JUDY WOODRUFF: So, perhaps the biggest question, one of the biggest questions swirling around, has the president or have other White House officials in any way obstructed justice? We have had that question raised here.
Let’s listen to how a couple of senators pressed Comey on that point today.
SEN. JOE MANCHIN, D-W.Va.: Do you believe there were any tapes or recordings of your conversation with the president?
JAMES COMEY, Former Director, FBI: It never occurred to me until the president’s tweet. I’m not being facetious. I hope there are. And I will consent to the release of …
SEN. JOE MANCHIN: So, both of you are — both of you are in the same findings here. You both hope there’s tapes and recordings?
JAMES COMEY: Well all I can do is hope. The president surely knows if he taped me. And if he did, my feelings aren’t hurt. Release the entire — release all the tapes. I’m good with it.
SEN. JOE MANCHIN: Do you believe this will rise to obstruction of justice?
JAMES COMEY: I don’t know. That’s Bob Mueller’s job to sort that out.
SEN. MARTIN HEINRICH, D-N.M.: A lot of this comes down to, who should we believe? Do you want to say anything as to why we should believe you?
JAMES COMEY: My mother raised me not to say things like this about myself, so I’m not going to. I think people should look at the whole body of my testimony, because, as I used to say to juries, when I talked about a witness, you can’t cherry-pick it. You can’t say, I like these things he said, but, on this, he’s a dirty, rotten liar.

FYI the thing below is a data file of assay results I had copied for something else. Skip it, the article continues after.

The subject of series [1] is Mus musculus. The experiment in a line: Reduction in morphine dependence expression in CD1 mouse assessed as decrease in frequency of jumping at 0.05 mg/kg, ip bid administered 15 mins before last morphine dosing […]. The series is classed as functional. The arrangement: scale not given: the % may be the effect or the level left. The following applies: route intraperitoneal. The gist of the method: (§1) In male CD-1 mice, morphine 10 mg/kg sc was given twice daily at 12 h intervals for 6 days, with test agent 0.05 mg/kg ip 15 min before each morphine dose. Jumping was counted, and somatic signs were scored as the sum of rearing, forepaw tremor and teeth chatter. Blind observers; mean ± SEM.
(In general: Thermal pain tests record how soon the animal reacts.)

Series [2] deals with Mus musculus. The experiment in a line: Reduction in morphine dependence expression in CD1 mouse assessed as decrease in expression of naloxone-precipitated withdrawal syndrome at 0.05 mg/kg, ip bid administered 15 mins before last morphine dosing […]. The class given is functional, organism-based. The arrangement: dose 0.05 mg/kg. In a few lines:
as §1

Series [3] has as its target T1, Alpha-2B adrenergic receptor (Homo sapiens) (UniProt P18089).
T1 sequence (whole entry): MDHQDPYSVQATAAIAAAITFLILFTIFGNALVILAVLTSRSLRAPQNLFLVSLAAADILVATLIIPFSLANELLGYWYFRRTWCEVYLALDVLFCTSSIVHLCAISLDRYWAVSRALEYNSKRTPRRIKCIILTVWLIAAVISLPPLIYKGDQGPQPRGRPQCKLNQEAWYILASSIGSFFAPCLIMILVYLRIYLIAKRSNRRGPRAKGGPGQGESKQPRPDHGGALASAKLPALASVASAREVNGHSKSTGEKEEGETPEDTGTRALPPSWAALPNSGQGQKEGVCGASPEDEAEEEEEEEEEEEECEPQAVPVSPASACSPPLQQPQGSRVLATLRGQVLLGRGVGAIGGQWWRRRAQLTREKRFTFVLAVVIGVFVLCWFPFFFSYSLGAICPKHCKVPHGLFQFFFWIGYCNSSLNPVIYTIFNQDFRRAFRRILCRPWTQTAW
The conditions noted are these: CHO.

You have got to take it all together. And I’ve tried to be open and fair and transparent and accurate.
A really significant fact to me is, so why did he kick everybody out of the Oval Office? Why would you kick the attorney general, the president, the chief of staff out to talk to me if it was about something else? And so that, to me, as an investigator, is a very significant fact.
JUDY WOODRUFF: So, Greg Craig, are we any closer to knowing whether the president in any way committed obstruction of justice in here?
GREGORY CRAIG: I think he’s on very, very thin ice.
First of all, I think you have got a credible, plausible, believable witness in Jim Comey. And if you were betting between a swearing match between the president of the United States and Jim Comey, my money would be on Comey. Most jurors, most prosecutors would give him a good deal of faith in the truth of his testimony.
Secondly, the real issue here when it comes to a criminal prosecution is whether he falls within a Title 18 United States Code provision that almost word for word describes what some people would think Donald Trump has engaged in.
And most prosecutors that had that kind of evidence against an individual wouldn’t hesitate to bring a prosecution. It is, I believe, right now an indictable offense. But there’s no way in which you can bring that kind of case against a sitting president, so then you move to the question of whether this conduct rises to the level of an impeachable offense, because that’s the exclusive way that the Constitution lays out for limiting or removing the power of a president, a sitting president.
JUDY WOODRUFF: Is that how you’re thinking about this, Carrie Cordero?
CARRIE CORDERO: Well, I think, certainly, there is a difference between the criminal aspect, and what this is actually going to move to is whether or not obstruction can be found as a political matter.